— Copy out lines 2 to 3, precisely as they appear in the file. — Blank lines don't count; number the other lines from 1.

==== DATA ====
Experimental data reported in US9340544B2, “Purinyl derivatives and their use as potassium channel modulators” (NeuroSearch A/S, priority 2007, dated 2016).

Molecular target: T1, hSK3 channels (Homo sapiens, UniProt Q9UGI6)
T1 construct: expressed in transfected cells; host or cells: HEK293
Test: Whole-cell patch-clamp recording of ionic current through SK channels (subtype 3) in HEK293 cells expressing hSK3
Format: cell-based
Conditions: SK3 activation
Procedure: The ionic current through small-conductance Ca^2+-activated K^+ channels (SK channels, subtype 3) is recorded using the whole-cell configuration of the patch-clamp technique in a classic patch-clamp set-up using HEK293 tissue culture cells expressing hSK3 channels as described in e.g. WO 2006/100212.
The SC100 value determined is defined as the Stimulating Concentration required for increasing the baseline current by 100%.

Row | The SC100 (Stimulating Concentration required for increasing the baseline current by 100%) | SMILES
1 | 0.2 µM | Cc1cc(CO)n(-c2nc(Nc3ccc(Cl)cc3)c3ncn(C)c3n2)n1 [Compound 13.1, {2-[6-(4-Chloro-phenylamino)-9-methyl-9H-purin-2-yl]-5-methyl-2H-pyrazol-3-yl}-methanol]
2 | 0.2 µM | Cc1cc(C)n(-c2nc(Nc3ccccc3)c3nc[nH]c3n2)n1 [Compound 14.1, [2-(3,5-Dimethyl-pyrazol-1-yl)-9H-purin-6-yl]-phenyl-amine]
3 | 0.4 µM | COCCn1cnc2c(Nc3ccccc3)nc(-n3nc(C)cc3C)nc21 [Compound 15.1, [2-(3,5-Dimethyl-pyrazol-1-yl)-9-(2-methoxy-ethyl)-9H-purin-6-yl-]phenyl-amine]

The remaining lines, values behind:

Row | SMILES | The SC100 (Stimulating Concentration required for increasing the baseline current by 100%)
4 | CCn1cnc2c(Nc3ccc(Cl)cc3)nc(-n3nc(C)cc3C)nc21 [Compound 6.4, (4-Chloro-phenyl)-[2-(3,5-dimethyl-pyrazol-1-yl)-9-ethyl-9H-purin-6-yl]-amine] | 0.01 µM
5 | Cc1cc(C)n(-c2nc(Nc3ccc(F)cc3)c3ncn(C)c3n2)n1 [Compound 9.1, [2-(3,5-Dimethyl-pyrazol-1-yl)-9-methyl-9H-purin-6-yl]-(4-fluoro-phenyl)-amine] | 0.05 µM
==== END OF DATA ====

Molecular target: T1, hSK3 channels (Homo sapiens, UniProt Q9UGI6)
T1 construct: expressed in transfected cells; host or cells: HEK293